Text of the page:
This entirely enchanting song is of a deceptive simplicity. The lover's restless quest is mirrored by a tonal scheme which reaches a tonic close only at the end of each verse. How masterful it is that even the first chord is on the first inversion of the tonic; this sows a seed of doubt which is only banished in the affirmative postlude. In this song the maxim is like a spell or a litany and the moving harmonic sequences which end each verse of Schubert's Litanei
are also used here. But a quotation from that great song honouring the dead has another significance. The tune for the words 'Alte Liebe rostet nie' is Mozart's favourite motto theme, which reaches its apotheosis in the finale of the 'Jupiter' Symphony. In a passage from his diary (earlier in 1816) Schubert had written 'The magic notes of Mozart's music still haunt me … Mozart, immortal Mozart, how endlessly many comforting perceptions of a better life have you brought to our souls.' Schubert's old love for Mozart was never to tarnish, much less die. After the failure of his love affair with Therese Grob it is perhaps Schubert's way of saying that only in music can he hope to find faithful companionship.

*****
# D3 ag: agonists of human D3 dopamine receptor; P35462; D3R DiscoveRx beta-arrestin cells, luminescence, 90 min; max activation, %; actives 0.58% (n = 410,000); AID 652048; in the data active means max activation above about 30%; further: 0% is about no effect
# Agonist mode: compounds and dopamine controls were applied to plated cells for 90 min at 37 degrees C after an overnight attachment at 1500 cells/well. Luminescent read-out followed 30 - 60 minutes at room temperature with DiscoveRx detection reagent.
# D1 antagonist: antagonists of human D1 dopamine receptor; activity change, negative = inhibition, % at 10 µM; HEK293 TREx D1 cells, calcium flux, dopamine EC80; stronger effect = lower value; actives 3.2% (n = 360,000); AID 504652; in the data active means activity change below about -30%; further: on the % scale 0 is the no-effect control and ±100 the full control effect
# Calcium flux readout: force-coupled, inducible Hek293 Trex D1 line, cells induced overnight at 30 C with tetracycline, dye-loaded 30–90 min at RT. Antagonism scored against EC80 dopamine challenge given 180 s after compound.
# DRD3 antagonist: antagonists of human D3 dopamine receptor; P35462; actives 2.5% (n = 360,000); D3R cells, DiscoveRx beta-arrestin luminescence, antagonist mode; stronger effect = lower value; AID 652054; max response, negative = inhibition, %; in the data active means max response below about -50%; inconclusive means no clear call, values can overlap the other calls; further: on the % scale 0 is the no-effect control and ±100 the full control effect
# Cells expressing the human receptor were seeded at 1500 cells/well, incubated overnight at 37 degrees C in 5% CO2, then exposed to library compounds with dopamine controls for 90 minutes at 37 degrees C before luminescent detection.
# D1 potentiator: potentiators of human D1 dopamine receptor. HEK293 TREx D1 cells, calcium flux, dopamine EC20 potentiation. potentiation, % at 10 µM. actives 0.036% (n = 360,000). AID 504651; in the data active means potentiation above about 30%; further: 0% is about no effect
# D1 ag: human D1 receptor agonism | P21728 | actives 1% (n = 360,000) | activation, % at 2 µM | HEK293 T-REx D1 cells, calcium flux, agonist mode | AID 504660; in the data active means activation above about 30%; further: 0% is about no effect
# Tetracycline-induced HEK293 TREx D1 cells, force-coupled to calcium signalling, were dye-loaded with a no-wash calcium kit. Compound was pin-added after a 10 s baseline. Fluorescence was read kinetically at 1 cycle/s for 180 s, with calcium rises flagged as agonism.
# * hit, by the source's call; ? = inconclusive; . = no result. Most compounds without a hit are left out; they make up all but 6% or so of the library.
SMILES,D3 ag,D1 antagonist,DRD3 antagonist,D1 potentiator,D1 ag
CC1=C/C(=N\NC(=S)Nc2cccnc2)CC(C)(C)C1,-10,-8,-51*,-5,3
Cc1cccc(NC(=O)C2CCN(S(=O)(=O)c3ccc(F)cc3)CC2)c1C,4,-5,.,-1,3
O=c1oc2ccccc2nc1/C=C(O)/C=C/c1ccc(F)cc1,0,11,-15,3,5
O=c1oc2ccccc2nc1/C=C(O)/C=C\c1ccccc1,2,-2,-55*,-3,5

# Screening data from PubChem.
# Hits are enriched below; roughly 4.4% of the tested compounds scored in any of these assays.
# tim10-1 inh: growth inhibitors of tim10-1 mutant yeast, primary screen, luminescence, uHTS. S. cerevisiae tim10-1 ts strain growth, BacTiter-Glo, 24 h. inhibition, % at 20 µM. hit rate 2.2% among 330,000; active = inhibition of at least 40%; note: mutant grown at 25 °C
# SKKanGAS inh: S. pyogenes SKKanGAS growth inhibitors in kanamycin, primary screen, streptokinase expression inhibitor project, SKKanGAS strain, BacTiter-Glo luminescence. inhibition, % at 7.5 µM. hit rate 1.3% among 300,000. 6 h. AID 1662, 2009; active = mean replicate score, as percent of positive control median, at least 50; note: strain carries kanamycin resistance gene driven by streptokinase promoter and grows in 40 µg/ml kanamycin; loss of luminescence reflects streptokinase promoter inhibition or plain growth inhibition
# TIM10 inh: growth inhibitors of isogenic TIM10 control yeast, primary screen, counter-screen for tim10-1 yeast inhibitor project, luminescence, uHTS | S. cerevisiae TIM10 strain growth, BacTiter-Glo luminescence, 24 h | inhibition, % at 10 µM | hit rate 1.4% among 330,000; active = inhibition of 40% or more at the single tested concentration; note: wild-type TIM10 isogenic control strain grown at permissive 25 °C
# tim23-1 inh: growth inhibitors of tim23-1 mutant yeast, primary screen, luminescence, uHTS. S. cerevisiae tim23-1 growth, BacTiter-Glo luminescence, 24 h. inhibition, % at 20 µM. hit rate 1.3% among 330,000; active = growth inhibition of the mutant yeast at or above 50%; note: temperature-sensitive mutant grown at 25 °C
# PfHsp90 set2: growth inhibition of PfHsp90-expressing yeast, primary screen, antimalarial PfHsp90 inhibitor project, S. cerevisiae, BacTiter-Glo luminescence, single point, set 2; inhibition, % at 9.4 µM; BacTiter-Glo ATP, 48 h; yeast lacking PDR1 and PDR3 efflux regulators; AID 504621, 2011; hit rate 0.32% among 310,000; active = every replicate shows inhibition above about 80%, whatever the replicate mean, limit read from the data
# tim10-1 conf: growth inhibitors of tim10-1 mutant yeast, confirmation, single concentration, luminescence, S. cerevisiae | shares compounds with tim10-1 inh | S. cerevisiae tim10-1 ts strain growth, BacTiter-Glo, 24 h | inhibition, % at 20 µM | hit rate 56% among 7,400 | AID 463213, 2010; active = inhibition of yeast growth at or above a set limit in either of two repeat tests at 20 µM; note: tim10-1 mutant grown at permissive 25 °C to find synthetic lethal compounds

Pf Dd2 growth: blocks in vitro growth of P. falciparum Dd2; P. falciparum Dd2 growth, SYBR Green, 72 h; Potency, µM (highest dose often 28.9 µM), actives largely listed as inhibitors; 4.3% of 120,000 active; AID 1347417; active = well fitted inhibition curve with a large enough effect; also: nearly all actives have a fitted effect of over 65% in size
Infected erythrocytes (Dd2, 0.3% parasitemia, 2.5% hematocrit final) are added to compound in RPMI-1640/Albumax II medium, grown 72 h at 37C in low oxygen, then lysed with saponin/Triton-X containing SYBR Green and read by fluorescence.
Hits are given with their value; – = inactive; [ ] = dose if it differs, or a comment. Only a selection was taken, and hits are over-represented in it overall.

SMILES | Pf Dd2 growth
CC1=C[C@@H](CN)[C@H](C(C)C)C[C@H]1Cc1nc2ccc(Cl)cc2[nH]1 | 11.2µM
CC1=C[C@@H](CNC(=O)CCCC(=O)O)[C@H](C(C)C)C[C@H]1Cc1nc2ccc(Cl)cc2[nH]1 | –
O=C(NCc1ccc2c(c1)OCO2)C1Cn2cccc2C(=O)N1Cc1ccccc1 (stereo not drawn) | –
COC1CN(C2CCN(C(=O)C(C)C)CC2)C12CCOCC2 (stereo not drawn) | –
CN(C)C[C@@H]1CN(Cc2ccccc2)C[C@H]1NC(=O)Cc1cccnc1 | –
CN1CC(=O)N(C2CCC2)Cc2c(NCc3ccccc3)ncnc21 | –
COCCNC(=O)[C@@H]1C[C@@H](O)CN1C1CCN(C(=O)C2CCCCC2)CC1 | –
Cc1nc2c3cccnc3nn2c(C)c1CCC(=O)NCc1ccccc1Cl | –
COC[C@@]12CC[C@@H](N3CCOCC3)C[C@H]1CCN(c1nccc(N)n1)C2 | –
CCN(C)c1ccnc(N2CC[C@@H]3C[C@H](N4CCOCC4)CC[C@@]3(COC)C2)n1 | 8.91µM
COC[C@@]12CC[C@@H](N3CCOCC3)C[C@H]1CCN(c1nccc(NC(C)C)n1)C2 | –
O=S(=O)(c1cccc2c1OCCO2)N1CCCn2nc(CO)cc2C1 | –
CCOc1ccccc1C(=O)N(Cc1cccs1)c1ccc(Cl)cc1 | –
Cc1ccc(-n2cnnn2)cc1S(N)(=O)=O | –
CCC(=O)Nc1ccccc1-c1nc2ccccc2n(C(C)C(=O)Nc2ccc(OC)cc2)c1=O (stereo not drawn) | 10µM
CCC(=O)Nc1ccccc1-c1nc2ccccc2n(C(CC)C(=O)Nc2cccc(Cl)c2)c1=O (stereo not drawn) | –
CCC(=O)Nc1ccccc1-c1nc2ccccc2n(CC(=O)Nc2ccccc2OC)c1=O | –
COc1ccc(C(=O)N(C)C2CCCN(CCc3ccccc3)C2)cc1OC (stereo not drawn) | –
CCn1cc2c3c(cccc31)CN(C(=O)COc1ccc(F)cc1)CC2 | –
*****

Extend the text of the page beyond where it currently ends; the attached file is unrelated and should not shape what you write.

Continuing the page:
from notes by Graham Johnson © 1989